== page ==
23rd January 2002

10 million animals were slaughtered in foot and mouth cull

By Robert Uhlig Farming Correspondent
THE number of animals slaughtered in the foot and mouth outbreak could be as high as 10 million - more than twice as high as official Government figures. On the day that Britain was officially declared free of the disease by the world animal health organisation, so opening the way for exports to resume, the Meat and Livestock Commission said that more than six million beasts had not been included in the official slaughter toll. ..........
according to Jane Connor, economic forecaster at the Meat and Livestock Commission, many more animals were overlooked because they were either killed with their mothers - and counted as only one animal - or because they were killed after foot and mouth had closed the market for them, in which case they were not counted at all.
"We will never know exactly how many were culled but it was many more than the official figure," Mrs Connor said.
According to her calculations, at least 1.2 lambs "at foot" were killed with each breeding sheep - amounting to four million lambs slaughtered but not counted.
And the official toll of 595,000 cattle did not include 100,000 calves and 50,000 calves close to birth that were killed with them, the commission said. About 500,000 lambs were killed in the light lamb disposal plan because they were considered unsellable.

Last night, the Department for the Environment, Food and Rural Affairs confirmed the commission's figures as accurate but concentrated on the resumption of exports.

20th January 2002

Copied from Sunday Post 20-01-2002

Slaughter toll three times official figures.

By Craig Robertson
BRITAIN is now free of foot and mouth, but the cost in terms of livestock is far greater than the Government has previously admitted.

Our investigation has revealed the number of animals slaughtered was nearly three times the figure released by the Department for Environment, Food and Rural Affairs (DEFRA).

The Department has now admitted they neglected to count MILLIONS of sheep and cattle.

DEFRA say four million animals were culled. However, the Meat and Livestock Commission has confirmed that nearly 11 million animals were slaughtered in the cull.

The Government's official figure records sheep and cattle killed on the 2030 farms which were struck by foot and mouth plus the 5000 neighbouring farms cleansed in precautionary culls. However the number does not include beasts killed through the welfare, disposal scheme, the light lamb disposal plan or, crucially, those lambs -and calves killed with their mothers.

Jane Connor, chief economist of the Meat and Livestock Commission, says that a conservative estimate of 1.2 offspring per breeding sheep culled would mean four million lambs were killed but not accounted for.

Lambs "at foot" of sheep marked for slaughter were also killed but the official tally would only record one animal. The same procedure operated for culled cattle.

Similarly, there were 595,000 cattle culled but the official figures don't include the 100,000 calves killed with them or the 50,000 calves close to birth.

The Welfare Disposal Scheme - set up to cull animals that could not be moved because of restrictions accounted for another 1.6 million sheep and lambs, 169,000 cattle and 288,000 pigs. Another half million light lambs were culled because there was no longer a market for them. None of these is included in the Government's total. .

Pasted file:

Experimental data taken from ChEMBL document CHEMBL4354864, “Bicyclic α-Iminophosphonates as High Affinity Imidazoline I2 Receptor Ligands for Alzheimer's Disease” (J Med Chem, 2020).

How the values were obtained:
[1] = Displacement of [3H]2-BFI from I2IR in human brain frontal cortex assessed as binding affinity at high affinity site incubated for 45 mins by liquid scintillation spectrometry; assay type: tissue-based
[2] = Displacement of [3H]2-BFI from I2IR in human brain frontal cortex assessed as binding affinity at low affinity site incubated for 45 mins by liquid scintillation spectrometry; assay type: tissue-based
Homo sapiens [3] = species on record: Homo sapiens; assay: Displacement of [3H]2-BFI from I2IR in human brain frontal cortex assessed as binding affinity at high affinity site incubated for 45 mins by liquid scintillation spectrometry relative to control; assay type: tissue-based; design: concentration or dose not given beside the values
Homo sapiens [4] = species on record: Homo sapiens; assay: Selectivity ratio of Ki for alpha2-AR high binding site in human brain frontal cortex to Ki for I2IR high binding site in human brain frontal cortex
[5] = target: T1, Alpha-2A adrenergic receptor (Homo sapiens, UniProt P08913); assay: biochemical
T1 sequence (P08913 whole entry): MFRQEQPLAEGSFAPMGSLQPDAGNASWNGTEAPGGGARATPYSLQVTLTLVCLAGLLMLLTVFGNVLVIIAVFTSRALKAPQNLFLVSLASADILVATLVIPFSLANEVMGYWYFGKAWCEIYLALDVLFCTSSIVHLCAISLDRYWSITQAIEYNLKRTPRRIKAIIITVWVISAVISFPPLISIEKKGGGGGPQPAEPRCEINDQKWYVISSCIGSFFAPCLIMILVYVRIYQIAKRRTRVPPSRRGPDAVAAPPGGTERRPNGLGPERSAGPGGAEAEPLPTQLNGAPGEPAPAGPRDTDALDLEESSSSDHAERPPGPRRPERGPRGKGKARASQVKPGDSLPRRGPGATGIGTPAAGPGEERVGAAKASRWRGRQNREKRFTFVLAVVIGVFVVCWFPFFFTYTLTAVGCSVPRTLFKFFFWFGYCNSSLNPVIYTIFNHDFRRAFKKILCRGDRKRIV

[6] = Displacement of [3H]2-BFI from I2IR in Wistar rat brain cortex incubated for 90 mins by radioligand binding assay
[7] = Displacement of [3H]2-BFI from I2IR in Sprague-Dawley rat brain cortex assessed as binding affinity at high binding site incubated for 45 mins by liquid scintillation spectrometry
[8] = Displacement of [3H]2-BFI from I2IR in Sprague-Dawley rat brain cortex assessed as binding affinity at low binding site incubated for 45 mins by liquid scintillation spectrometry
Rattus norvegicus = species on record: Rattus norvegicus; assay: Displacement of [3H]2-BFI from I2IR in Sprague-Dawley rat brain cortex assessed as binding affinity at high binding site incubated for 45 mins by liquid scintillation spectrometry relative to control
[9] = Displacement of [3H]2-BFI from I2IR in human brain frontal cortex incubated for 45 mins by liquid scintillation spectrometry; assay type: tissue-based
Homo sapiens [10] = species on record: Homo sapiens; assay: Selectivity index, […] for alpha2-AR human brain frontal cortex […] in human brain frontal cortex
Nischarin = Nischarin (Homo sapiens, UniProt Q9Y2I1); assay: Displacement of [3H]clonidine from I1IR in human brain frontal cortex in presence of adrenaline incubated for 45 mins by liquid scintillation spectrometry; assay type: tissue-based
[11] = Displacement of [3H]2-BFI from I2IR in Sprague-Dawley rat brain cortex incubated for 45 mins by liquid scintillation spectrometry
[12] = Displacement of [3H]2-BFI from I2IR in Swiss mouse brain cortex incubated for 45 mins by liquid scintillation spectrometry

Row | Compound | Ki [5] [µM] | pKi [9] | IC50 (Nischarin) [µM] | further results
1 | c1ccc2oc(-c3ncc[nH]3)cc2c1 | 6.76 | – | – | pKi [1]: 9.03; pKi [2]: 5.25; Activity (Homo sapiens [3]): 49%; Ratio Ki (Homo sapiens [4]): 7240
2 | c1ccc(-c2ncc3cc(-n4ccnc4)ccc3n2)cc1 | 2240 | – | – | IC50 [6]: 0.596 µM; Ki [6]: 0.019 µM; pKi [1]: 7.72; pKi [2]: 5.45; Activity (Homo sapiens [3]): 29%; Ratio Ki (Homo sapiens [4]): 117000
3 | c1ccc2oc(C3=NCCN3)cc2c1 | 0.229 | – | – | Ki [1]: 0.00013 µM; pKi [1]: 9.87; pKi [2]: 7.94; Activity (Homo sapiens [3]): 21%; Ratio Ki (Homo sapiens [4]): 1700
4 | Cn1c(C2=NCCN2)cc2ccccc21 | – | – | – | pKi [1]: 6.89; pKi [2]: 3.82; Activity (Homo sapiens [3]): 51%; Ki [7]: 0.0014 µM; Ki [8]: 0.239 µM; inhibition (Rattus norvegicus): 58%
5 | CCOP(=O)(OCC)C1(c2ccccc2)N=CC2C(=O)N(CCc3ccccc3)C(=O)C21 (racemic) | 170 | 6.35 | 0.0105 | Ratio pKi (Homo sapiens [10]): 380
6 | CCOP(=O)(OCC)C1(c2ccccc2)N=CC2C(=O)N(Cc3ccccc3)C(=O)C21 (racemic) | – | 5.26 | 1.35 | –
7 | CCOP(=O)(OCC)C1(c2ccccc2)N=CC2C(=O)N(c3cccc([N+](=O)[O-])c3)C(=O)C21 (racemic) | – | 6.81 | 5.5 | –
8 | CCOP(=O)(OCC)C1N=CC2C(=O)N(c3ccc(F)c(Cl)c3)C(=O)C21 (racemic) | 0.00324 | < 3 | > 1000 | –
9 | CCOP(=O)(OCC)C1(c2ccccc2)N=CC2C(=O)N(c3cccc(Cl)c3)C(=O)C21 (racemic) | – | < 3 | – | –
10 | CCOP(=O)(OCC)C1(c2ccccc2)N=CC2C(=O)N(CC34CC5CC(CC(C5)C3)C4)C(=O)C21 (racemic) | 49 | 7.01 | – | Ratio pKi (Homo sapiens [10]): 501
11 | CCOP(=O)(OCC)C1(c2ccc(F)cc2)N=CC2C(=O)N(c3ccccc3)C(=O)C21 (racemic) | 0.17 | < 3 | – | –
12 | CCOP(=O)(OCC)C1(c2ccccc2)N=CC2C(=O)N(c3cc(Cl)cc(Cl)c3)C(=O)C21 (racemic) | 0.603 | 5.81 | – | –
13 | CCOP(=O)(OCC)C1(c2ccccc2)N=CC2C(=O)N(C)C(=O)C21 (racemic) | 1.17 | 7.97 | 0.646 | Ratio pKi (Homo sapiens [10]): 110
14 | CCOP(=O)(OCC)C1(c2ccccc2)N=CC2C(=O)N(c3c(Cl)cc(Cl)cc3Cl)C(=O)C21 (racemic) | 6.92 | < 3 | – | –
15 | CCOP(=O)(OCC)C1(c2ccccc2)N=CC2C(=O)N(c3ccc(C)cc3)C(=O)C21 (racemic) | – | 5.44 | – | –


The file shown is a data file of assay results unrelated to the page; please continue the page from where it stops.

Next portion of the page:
Jane Connor says, "We will never know exactly how many were culled but it was many more than the official figure."

A spokesman for DEFRA initially insisted the number of sheep and livestock culled included offspring killed- with them However, after being told that MLC said otherwise, they -checked their figures.

The press officer returned to admit, "I stand corrected on that one. It- -seems it is standard practice - to count ewes and offspring as one animal. Your information is correct."

The final toll was at least -10,849,000 animals killed.



(Note from Ron)


Like Arthur Scargill, who admitted he was wrong when he under estimated the number of mines that would be closed under Thatchers policies. We all under estimated the predicted slaughter when we said 8,000,000 animals would go. Ron

The Mail on Sunday, Letters 20-01-2002

The foot-and-mouth epidemic may have been declared officially over this week, but my farming business is still suffering terribly. We are now swamped by bureaucracy When an animal needs to be moved, we have to apply for a licence and wait 20 days. Then the lorry has to be disinfected both before and after, costing at least £20 a time.

It's likely to get worse.

The Government's Animal Health Bill, now going through the Lords, would allow officials into farms, without a court order, to slaughter animals whether they have the disease or not. More new laws will tell farmers when they can and can't spread fertiliser and there are plans to require us to pass an annual written exam before we are deemed fit to farm.

Because so many animals have been slaughtered, there is a real shortage of replacement stock. In a typical year my farm turns over 2,000 cattle. This year it will be about 200.

No compensation allows for this.

There is also a tremendous knock-on effect on the local businesses that supply us. As a result of this Government's policies, many family-run farms like ours will be lost, to the detriment of the countryside. The Government seems blind to this, and would rather see British farming go to the wall

Paul Turner, ChulmIeigh, Devon.